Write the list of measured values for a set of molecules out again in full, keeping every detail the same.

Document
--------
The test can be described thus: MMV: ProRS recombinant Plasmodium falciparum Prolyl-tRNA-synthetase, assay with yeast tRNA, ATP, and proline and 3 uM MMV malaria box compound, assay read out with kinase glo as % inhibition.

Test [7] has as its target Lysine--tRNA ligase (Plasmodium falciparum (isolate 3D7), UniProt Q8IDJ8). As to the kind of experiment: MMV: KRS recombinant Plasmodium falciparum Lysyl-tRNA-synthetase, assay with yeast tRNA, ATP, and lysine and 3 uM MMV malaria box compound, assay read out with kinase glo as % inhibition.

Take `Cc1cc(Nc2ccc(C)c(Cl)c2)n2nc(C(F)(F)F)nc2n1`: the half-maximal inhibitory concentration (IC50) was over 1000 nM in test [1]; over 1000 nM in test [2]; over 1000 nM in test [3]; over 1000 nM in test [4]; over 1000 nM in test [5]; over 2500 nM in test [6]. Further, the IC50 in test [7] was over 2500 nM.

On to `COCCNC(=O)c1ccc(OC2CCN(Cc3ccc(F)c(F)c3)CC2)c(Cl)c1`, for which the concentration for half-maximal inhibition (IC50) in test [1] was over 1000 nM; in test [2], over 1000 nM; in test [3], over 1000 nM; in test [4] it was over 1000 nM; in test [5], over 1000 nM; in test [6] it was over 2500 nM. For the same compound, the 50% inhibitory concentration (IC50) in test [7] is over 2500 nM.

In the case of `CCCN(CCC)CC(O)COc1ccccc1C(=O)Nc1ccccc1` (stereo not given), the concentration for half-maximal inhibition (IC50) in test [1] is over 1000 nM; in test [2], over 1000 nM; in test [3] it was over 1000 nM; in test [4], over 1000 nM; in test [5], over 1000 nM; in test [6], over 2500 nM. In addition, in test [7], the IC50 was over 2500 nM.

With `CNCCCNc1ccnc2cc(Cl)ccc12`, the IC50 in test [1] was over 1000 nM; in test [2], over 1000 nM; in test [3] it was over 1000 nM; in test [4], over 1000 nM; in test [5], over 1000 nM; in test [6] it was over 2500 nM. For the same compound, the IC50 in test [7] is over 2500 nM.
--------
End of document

The test can be described thus: MMV: ProRS recombinant Plasmodium falciparum Prolyl-tRNA-synthetase, assay with yeast tRNA, ATP, and proline and 3 uM MMV malaria box compound, assay read out with kinase glo as % inhibition.

Test [7] has as its target Lysine--tRNA ligase (Plasmodium falciparum (isolate 3D7), UniProt Q8IDJ8). As to the kind of experiment: MMV: KRS recombinant Plasmodium falciparum Lysyl-tRNA-synthetase, assay with yeast tRNA, ATP, and lysine and 3 uM MMV malaria box compound, assay read out with kinase glo as % inhibition.

Take `Cc1cc(Nc2ccc(C)c(Cl)c2)n2nc(C(F)(F)F)nc2n1`: the half-maximal inhibitory concentration (IC50) was over 1000 nM in test [1]; over 1000 nM in test [2]; over 1000 nM in test [3]; over 1000 nM in test [4]; over 1000 nM in test [5]; over 2500 nM in test [6]. Further, the IC50 in test [7] was over 2500 nM.

On to `COCCNC(=O)c1ccc(OC2CCN(Cc3ccc(F)c(F)c3)CC2)c(Cl)c1`, for which the concentration for half-maximal inhibition (IC50) in test [1] was over 1000 nM; in test [2], over 1000 nM; in test [3], over 1000 nM; in test [4] it was over 1000 nM; in test [5], over 1000 nM; in test [6] it was over 2500 nM. For the same compound, the 50% inhibitory concentration (IC50) in test [7] is over 2500 nM.

In the case of `CCCN(CCC)CC(O)COc1ccccc1C(=O)Nc1ccccc1` (stereo not given), the concentration for half-maximal inhibition (IC50) in test [1] is over 1000 nM; in test [2], over 1000 nM; in test [3] it was over 1000 nM; in test [4], over 1000 nM; in test [5], over 1000 nM; in test [6], over 2500 nM. In addition, in test [7], the IC50 was over 2500 nM.

With `CNCCCNc1ccnc2cc(Cl)ccc12`, the IC50 in test [1] was over 1000 nM; in test [2], over 1000 nM; in test [3] it was over 1000 nM; in test [4], over 1000 nM; in test [5], over 1000 nM; in test [6] it was over 2500 nM. For the same compound, the IC50 in test [7] is over 2500 nM.